Authorities ranging from philosophers to politicians nowadays question the existence of concepts of society, whether in the present or the past.
This book argues that social concepts most definitely existed in late medieval and early modern England, laying the foundations for modern models of society.
The book analyzes social paradigms and how they changed in the period.
A pervasive medieval model was the "body social," which imagined a society of three estates - the clergy, the nobility, and the commonalty - conjoined by interdependent functions, arranged in static hierarchies based upon birth, and rejecting wealth and championing poverty.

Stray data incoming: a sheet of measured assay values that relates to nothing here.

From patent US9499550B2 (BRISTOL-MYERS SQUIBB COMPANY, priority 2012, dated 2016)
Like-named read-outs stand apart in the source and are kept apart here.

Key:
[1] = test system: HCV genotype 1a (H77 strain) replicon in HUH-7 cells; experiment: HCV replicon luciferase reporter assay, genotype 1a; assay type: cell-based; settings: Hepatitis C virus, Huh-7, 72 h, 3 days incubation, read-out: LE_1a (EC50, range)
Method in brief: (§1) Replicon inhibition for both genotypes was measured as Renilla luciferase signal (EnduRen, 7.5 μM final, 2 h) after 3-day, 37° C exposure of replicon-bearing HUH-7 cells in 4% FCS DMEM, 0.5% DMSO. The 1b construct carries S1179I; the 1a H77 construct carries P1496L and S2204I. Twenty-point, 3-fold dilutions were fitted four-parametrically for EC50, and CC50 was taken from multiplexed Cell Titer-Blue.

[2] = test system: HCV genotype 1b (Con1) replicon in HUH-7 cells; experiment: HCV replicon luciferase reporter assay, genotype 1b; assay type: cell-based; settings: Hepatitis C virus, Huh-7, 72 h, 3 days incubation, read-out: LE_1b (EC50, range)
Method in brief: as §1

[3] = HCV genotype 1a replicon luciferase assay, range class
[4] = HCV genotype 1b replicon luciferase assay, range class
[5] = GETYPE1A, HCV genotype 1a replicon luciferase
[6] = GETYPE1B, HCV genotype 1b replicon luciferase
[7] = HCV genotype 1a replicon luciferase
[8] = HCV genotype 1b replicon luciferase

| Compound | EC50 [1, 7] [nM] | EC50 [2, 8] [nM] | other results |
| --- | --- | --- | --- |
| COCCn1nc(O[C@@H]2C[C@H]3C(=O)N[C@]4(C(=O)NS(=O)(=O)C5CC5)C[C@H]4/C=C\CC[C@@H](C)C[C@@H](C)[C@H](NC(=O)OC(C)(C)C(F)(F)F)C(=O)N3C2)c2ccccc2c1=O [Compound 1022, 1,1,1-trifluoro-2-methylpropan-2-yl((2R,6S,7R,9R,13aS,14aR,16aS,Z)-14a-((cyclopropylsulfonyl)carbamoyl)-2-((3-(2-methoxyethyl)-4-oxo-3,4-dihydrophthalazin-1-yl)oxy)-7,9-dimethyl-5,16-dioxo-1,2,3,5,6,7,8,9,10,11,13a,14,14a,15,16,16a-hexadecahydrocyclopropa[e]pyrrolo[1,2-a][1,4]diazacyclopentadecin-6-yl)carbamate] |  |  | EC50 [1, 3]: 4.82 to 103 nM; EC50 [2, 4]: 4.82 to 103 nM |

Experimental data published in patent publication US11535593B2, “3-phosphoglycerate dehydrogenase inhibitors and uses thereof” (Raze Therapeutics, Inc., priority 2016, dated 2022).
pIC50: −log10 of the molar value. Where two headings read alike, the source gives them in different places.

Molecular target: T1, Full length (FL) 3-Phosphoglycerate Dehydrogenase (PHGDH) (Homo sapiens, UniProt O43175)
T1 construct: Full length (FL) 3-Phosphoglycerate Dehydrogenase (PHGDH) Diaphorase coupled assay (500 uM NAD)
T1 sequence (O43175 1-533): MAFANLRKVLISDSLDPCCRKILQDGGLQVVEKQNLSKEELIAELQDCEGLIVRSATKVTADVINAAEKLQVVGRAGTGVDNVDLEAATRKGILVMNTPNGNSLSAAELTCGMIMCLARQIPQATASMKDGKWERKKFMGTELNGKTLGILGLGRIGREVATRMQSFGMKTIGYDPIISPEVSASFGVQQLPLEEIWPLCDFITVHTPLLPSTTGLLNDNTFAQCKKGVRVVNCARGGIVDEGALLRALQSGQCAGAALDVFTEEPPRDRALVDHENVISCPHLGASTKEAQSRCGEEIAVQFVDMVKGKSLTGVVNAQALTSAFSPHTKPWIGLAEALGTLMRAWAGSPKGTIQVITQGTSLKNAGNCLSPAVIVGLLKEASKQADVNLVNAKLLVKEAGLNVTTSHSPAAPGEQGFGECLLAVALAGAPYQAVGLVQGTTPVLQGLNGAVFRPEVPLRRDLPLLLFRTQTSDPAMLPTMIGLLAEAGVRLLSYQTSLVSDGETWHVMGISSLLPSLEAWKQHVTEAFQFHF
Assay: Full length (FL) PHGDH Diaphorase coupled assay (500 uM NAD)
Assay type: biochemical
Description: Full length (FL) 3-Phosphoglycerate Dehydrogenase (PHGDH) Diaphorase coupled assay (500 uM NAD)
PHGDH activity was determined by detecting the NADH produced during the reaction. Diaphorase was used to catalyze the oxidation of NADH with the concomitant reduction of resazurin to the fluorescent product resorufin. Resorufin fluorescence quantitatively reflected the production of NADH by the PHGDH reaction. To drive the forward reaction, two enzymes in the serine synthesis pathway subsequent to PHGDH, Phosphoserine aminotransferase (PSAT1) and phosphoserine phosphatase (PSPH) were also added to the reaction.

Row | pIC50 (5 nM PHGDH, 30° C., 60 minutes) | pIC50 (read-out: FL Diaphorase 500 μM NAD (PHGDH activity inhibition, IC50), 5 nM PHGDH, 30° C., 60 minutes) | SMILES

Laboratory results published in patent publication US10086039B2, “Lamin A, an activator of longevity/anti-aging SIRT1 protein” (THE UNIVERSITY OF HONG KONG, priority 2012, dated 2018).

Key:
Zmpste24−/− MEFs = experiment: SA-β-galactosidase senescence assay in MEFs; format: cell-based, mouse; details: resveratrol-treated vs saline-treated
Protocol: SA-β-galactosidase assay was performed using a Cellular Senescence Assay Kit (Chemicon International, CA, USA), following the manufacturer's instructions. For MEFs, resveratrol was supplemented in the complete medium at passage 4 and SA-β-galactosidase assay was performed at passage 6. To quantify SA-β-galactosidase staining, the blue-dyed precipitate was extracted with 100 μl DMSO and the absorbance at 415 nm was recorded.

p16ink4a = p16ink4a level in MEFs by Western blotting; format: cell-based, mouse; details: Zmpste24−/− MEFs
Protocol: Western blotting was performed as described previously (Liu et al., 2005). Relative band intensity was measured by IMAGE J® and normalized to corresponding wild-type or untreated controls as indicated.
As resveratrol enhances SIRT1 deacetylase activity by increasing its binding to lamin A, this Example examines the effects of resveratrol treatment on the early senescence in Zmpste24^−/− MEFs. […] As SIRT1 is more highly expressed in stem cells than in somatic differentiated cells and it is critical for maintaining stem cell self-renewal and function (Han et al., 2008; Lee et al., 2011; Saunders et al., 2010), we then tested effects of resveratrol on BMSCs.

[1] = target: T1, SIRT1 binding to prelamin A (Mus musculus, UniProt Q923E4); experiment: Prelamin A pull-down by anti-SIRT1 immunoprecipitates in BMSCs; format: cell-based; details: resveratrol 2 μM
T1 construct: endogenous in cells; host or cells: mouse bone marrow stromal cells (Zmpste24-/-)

Another model the book describes as "social humanist," that fundamentally questioned the body social, advancing merit over birth, mobility over stasis, and wealth over poverty.
The theory of the body social was vigorously articulated between the 1480s and the 1550s.
Parts of the old metaphor actually survived beyond 1550, but alternative models of social humanist thought challenged the body concept in the period, advancing a novel paradigm of merit, mobility, and wealth.
The book's methodology focuses on the intellectual context of a variety of contemporary texts.